We present an adaptive feature-specific imaging (AFSI) system and consider its application to a face recognition task. The proposed system makes use of previous measurements to adapt the projection basis at each step. Using sequential hypothesis testing, we compare AFSI with static-FSI (SFSI) and static or adaptive conventional imaging in terms of the number of measurements required to achieve a specified probability of misclassification (Pe). The AFSI system exhibits significant improvement compared to SFSI and conventional imaging at low signal-to-noise ratio (SNR). It is shown that for M=4 hypotheses and desired Pe=10−2, AFSI requires 100 times fewer measurements than the adaptive conventional imager at SNR=−20 dB. We also show a trade-off, in terms of average detection time, between measurement SNR and adaptation advantage, resulting in an optimal value of integration time (equivalent to SNR) per measurement.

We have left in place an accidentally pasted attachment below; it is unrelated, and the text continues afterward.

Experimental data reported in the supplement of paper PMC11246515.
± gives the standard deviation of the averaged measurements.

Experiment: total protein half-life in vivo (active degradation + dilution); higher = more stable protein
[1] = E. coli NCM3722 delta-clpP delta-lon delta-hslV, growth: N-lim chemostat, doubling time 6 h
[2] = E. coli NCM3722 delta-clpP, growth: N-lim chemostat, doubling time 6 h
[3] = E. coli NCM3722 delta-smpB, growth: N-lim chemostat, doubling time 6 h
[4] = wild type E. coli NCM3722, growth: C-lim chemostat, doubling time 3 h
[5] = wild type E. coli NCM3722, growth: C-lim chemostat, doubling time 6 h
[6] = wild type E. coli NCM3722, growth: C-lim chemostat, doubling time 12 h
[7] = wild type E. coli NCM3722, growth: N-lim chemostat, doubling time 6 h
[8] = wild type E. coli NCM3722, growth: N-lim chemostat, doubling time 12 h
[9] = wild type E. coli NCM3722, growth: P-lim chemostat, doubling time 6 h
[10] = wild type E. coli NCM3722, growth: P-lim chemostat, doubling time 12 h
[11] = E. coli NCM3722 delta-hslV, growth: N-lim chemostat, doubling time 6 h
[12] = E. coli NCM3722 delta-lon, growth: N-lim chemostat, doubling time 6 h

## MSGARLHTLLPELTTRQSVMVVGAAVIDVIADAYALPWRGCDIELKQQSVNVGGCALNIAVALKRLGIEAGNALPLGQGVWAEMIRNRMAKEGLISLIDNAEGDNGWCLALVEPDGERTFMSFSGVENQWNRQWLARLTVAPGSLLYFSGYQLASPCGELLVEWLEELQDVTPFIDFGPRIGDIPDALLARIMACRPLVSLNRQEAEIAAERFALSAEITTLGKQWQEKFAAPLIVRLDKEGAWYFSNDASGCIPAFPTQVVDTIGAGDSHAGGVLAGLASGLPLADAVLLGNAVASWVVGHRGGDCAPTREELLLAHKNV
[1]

© 2008 Optical Society of AmericaPDF Article